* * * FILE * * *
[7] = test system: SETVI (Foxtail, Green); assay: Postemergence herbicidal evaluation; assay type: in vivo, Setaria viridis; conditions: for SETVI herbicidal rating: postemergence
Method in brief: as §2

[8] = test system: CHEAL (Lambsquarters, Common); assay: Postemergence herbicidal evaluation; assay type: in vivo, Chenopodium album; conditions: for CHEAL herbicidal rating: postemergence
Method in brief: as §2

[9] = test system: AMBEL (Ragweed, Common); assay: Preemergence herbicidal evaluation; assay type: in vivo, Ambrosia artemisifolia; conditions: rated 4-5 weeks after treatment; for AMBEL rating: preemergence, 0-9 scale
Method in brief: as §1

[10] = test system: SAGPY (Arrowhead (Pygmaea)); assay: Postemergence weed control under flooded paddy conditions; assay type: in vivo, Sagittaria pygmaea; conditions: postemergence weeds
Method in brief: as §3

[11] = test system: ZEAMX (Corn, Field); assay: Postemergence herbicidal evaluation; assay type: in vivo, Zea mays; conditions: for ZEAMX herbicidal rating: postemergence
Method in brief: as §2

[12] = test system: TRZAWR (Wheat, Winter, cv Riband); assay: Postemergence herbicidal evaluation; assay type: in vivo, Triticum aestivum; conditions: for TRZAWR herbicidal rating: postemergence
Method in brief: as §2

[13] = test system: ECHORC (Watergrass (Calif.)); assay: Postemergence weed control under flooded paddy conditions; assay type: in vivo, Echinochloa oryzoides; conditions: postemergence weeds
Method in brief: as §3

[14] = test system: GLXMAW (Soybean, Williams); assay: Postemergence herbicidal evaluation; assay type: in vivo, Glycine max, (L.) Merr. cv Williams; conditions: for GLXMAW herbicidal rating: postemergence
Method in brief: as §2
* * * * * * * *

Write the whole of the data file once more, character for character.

[7] = test system: SETVI (Foxtail, Green); assay: Postemergence herbicidal evaluation; assay type: in vivo, Setaria viridis; conditions: for SETVI herbicidal rating: postemergence
Method in brief: as §2

[8] = test system: CHEAL (Lambsquarters, Common); assay: Postemergence herbicidal evaluation; assay type: in vivo, Chenopodium album; conditions: for CHEAL herbicidal rating: postemergence
Method in brief: as §2

[9] = test system: AMBEL (Ragweed, Common); assay: Preemergence herbicidal evaluation; assay type: in vivo, Ambrosia artemisifolia; conditions: rated 4-5 weeks after treatment; for AMBEL rating: preemergence, 0-9 scale
Method in brief: as §1

[10] = test system: SAGPY (Arrowhead (Pygmaea)); assay: Postemergence weed control under flooded paddy conditions; assay type: in vivo, Sagittaria pygmaea; conditions: postemergence weeds
Method in brief: as §3

[11] = test system: ZEAMX (Corn, Field); assay: Postemergence herbicidal evaluation; assay type: in vivo, Zea mays; conditions: for ZEAMX herbicidal rating: postemergence
Method in brief: as §2

[12] = test system: TRZAWR (Wheat, Winter, cv Riband); assay: Postemergence herbicidal evaluation; assay type: in vivo, Triticum aestivum; conditions: for TRZAWR herbicidal rating: postemergence
Method in brief: as §2

[13] = test system: ECHORC (Watergrass (Calif.)); assay: Postemergence weed control under flooded paddy conditions; assay type: in vivo, Echinochloa oryzoides; conditions: postemergence weeds
Method in brief: as §3

[14] = test system: GLXMAW (Soybean, Williams); assay: Postemergence herbicidal evaluation; assay type: in vivo, Glycine max, (L.) Merr. cv Williams; conditions: for GLXMAW herbicidal rating: postemergence
Method in brief: as §2